Abstract

Ludwig-Biermann Award Talk

The Physics Driving the Molecular Cloud Lifecycle during Galaxy Formation and Evolution

J. M. Diederik Kruijssen
Astronomisches Rechen-Institut, Zentrum für Astronomie der Universität Heidelberg, Mönchhofstraße 12-14, 69120 Heidelberg, Germany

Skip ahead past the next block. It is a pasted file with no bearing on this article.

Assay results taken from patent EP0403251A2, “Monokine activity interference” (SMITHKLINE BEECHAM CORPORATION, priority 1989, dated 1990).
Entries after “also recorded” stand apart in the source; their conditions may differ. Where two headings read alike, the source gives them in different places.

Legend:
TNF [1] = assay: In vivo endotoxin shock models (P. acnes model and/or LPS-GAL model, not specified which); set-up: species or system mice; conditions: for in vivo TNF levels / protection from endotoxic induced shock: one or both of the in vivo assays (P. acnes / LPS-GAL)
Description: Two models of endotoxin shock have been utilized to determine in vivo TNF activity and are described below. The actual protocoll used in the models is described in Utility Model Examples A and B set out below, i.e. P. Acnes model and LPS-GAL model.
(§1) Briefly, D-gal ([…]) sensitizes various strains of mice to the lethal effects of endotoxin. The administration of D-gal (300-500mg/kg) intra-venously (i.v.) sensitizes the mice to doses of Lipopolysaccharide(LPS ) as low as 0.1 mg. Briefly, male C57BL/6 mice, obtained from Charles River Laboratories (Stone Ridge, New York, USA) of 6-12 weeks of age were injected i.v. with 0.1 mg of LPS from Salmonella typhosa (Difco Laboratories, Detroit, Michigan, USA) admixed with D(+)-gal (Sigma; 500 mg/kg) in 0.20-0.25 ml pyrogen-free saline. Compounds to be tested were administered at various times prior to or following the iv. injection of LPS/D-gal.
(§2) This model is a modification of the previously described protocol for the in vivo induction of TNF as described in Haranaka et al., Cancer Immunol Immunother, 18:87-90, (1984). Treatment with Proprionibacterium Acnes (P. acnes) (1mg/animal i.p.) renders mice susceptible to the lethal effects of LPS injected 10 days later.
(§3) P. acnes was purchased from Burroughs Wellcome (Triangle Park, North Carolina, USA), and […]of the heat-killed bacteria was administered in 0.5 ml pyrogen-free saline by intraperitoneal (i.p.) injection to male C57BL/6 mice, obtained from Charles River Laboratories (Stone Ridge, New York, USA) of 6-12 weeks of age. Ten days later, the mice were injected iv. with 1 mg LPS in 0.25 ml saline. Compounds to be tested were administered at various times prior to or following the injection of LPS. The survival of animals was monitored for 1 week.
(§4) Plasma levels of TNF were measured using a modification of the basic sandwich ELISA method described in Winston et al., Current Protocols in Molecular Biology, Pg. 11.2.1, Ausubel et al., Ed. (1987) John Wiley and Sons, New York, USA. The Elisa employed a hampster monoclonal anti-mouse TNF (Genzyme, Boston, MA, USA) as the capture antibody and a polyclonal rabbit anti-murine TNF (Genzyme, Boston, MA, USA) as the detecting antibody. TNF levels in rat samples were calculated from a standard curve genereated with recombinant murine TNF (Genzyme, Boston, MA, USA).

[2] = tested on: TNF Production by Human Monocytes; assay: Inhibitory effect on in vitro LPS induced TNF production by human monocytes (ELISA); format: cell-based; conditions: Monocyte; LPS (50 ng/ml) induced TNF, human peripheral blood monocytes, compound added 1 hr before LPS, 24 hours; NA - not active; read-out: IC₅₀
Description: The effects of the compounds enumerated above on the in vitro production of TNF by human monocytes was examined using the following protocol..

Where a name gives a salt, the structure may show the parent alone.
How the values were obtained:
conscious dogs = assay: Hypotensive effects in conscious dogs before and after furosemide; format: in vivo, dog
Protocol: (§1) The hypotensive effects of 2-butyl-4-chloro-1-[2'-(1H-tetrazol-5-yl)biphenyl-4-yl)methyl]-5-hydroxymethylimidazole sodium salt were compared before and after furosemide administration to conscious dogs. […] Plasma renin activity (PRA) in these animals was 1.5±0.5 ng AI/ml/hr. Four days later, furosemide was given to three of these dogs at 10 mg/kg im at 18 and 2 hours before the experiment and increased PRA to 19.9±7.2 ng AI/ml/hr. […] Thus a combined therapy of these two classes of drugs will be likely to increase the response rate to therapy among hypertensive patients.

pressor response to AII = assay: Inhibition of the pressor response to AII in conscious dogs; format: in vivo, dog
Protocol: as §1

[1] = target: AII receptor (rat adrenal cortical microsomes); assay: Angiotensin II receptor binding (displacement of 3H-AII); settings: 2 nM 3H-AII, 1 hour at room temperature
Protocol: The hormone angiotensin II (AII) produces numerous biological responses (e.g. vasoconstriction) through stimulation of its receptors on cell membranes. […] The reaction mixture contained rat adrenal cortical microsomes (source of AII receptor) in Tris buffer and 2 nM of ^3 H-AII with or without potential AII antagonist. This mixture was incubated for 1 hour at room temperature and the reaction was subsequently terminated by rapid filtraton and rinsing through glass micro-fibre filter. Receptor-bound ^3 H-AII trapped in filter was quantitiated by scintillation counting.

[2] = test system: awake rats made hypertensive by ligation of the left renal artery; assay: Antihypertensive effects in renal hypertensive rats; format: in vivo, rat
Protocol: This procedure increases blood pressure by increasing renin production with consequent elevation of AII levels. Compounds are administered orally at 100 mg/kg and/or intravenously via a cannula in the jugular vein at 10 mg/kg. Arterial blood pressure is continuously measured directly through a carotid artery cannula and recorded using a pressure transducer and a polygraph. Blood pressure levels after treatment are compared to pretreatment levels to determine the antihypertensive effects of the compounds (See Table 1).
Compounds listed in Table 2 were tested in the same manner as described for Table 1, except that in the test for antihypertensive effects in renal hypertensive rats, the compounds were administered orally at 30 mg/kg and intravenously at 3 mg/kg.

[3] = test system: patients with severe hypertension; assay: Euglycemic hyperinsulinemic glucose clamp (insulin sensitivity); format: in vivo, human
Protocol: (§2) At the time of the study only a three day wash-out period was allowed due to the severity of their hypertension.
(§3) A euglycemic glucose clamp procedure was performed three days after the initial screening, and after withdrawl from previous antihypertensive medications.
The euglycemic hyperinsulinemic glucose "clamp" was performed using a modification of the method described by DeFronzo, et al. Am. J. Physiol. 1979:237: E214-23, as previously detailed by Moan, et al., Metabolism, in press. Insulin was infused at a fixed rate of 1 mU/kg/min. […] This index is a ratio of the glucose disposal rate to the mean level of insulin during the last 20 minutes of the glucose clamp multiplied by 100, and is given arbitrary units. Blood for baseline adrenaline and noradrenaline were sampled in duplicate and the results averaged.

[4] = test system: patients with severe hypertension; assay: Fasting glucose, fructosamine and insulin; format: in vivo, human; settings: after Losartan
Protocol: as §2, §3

The cloud-scale physics of star formation and feedback represent the main uncertainty in galaxy formation and evolution studies. In recent years, it has become clear that the `star formation relation' between the gas mass (surface density) and the star formation rate (surface density) depends strongly on the spatial scale. We have shown that this multi-scale nature of the star formation relation is a direct probe of the cloud-scale physics of star formation and feedback. By quantifying the details of this scale dependence, we can directly measure fundamental quantities such as molecular cloud lifetimes, star formation efficiencies, feedback timescales, feedback outflow velocities, feedback coupling efficiencies, and coherence length scales. While these quantities were previously only accessible in the Local Group, it is now possible to measure them across a representative part of the galaxy population, from the nearby Universe out to high redshift (z>2). I will present the first results of the systematic application of this method, showing that the molecular cloud lifecycle exhibits a strong dependence on the galactic environment. Understanding this environmental dependence provides a promising avenue for constraining the physics of star formation and feedback during galaxy formation and evolution.